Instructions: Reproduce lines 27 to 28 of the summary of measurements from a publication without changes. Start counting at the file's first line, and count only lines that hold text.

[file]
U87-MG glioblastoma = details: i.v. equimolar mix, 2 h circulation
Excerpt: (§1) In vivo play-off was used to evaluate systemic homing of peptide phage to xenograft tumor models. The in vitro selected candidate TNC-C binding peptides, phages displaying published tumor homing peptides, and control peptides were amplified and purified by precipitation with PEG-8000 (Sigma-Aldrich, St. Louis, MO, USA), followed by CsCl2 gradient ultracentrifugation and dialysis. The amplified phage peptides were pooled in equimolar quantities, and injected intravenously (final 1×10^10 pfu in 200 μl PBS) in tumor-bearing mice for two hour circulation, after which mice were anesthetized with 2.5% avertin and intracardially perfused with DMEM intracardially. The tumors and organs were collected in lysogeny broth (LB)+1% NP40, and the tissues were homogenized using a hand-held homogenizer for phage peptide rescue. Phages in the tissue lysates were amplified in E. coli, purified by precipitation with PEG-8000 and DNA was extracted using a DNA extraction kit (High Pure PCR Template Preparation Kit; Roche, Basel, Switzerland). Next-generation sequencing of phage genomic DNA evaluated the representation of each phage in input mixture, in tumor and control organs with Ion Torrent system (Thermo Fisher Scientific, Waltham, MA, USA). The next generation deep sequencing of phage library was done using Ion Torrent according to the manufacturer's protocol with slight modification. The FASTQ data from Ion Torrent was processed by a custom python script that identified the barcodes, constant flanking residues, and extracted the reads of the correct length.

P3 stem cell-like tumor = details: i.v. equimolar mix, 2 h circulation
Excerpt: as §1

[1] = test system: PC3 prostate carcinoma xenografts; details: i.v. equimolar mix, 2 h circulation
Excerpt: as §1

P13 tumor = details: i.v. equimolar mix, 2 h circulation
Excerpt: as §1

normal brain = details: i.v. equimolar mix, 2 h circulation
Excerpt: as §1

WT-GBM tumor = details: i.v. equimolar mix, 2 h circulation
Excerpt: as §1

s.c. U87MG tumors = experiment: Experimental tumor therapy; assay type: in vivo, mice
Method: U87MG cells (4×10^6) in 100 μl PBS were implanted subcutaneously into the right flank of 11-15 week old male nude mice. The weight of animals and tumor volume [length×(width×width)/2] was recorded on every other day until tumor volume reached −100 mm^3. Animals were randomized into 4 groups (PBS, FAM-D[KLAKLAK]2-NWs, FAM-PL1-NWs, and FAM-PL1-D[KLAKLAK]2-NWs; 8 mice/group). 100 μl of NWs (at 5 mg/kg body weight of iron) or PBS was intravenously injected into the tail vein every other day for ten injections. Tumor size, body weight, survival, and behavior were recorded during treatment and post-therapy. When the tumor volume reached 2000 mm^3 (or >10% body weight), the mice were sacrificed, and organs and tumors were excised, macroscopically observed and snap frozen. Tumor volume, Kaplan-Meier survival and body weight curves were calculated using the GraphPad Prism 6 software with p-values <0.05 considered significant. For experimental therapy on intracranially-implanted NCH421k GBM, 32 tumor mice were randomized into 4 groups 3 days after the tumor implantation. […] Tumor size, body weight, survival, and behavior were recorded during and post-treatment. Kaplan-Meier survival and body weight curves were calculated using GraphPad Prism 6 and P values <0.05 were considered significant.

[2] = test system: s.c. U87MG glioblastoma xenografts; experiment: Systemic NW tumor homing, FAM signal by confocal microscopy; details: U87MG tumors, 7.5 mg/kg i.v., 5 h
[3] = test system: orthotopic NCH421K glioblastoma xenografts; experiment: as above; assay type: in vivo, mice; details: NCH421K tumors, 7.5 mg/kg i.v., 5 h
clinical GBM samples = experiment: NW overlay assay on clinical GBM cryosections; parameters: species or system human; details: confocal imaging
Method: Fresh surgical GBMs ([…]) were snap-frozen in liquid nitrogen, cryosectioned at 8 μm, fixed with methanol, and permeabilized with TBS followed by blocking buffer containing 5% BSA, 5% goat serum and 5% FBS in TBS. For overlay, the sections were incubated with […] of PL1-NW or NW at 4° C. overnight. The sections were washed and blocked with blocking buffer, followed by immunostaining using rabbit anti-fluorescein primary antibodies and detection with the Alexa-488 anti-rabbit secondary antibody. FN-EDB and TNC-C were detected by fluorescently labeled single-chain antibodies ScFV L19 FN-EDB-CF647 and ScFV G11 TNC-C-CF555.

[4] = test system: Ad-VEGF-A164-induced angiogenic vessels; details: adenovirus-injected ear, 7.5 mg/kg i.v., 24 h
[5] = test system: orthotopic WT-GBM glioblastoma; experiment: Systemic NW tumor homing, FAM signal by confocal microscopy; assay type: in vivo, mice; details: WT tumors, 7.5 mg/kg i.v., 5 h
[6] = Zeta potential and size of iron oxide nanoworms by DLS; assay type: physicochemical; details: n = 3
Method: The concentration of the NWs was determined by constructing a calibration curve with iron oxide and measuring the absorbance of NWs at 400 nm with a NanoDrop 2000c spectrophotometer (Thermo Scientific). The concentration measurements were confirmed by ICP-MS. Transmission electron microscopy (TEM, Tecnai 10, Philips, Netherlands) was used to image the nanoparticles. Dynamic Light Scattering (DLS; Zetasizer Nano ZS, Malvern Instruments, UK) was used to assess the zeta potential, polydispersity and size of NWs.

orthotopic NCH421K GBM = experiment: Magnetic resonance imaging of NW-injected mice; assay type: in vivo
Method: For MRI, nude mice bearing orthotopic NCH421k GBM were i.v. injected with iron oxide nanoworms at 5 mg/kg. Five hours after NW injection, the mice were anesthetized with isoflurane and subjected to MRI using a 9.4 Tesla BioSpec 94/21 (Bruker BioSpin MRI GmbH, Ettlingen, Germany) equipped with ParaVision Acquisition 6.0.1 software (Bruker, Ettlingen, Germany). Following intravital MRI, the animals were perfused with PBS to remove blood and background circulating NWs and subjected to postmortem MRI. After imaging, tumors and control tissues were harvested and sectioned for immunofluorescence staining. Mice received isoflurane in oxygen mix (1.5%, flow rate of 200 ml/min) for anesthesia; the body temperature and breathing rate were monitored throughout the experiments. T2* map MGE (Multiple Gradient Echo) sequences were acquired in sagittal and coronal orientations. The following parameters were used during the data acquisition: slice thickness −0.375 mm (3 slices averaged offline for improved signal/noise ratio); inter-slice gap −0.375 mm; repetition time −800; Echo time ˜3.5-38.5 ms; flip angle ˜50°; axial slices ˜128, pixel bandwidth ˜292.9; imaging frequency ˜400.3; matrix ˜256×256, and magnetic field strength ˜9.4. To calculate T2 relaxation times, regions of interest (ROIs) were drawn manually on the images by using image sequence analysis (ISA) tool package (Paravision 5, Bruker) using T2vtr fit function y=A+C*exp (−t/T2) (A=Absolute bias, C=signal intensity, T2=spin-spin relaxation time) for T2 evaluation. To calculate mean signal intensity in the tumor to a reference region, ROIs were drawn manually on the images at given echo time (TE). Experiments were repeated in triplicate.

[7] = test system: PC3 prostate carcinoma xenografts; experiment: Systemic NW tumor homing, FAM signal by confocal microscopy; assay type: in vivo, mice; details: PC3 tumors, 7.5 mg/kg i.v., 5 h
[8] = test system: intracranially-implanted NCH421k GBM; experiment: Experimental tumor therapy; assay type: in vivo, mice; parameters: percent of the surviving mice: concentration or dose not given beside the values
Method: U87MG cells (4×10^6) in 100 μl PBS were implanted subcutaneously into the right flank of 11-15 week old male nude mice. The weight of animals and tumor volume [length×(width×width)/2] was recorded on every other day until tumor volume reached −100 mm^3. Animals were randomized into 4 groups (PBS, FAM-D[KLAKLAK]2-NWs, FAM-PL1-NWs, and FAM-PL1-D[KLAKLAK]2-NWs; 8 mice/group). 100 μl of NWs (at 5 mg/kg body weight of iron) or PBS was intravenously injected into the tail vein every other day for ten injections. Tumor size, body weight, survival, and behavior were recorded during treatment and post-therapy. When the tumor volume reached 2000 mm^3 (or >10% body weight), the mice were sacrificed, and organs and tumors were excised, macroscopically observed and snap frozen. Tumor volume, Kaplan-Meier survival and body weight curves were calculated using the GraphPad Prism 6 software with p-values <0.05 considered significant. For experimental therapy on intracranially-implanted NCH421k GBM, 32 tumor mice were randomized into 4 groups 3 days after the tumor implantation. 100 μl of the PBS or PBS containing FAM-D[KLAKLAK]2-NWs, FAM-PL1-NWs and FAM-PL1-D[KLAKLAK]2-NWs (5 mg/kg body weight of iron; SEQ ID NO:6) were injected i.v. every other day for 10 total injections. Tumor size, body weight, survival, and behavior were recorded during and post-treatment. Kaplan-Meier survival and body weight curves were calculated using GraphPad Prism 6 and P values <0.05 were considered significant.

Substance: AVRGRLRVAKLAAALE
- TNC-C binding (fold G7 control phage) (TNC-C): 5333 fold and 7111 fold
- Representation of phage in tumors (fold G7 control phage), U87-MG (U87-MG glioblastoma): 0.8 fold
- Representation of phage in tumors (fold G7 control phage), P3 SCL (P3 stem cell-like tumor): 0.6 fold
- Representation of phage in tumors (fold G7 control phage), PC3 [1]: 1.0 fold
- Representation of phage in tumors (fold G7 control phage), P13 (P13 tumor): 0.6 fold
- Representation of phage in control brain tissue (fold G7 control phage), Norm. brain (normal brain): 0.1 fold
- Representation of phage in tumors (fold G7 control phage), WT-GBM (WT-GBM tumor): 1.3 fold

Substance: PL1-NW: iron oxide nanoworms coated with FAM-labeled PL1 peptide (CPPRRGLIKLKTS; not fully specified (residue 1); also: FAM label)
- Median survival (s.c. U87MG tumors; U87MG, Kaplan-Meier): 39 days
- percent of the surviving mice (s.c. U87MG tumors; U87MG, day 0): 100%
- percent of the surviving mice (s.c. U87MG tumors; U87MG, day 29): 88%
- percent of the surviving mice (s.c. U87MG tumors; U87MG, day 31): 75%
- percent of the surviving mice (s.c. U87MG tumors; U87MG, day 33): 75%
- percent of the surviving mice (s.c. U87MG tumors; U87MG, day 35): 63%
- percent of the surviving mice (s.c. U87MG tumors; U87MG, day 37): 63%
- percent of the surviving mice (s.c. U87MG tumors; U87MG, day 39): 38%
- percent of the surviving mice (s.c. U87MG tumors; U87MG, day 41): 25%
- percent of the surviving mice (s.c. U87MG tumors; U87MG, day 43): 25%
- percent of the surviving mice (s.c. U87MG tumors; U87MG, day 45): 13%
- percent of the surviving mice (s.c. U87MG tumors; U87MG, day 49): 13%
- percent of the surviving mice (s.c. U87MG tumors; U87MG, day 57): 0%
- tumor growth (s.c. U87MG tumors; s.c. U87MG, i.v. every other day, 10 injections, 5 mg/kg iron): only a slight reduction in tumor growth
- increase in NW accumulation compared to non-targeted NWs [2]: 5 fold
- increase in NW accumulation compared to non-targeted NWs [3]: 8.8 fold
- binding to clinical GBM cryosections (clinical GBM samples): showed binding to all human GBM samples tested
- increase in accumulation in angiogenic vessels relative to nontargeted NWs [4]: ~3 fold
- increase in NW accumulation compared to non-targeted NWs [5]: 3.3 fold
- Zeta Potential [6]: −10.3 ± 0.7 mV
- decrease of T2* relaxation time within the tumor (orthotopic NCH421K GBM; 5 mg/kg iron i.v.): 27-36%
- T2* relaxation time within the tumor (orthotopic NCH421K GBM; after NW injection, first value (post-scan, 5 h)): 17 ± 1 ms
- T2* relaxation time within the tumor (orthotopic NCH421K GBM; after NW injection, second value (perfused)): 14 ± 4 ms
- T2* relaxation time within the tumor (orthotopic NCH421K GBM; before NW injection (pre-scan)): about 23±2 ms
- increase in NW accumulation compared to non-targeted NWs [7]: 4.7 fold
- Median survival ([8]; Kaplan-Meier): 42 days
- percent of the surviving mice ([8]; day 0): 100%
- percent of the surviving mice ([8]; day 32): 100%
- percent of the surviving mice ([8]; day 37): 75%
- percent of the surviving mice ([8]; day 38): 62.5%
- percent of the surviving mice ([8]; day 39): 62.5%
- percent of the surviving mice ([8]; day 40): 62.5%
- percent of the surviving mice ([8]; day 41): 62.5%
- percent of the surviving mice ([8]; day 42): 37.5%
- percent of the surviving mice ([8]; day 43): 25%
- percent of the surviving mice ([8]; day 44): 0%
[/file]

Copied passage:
Method: U87MG cells (4×10^6) in 100 μl PBS were implanted subcutaneously into the right flank of 11-15 week old male nude mice. The weight of animals and tumor volume [length×(width×width)/2] was recorded on every other day until tumor volume reached −100 mm^3. Animals were randomized into 4 groups (PBS, FAM-D[KLAKLAK]2-NWs, FAM-PL1-NWs, and FAM-PL1-D[KLAKLAK]2-NWs; 8 mice/group). 100 μl of NWs (at 5 mg/kg body weight of iron) or PBS was intravenously injected into the tail vein every other day for ten injections. Tumor size, body weight, survival, and behavior were recorded during treatment and post-therapy. When the tumor volume reached 2000 mm^3 (or >10% body weight), the mice were sacrificed, and organs and tumors were excised, macroscopically observed and snap frozen. Tumor volume, Kaplan-Meier survival and body weight curves were calculated using the GraphPad Prism 6 software with p-values <0.05 considered significant. For experimental therapy on intracranially-implanted NCH421k GBM, 32 tumor mice were randomized into 4 groups 3 days after the tumor implantation. 100 μl of the PBS or PBS containing FAM-D[KLAKLAK]2-NWs, FAM-PL1-NWs and FAM-PL1-D[KLAKLAK]2-NWs (5 mg/kg body weight of iron; SEQ ID NO:6) were injected i.v. every other day for 10 total injections. Tumor size, body weight, survival, and behavior were recorded during and post-treatment. Kaplan-Meier survival and body weight curves were calculated using GraphPad Prism 6 and P values <0.05 were considered significant.

Substance: AVRGRLRVAKLAAALE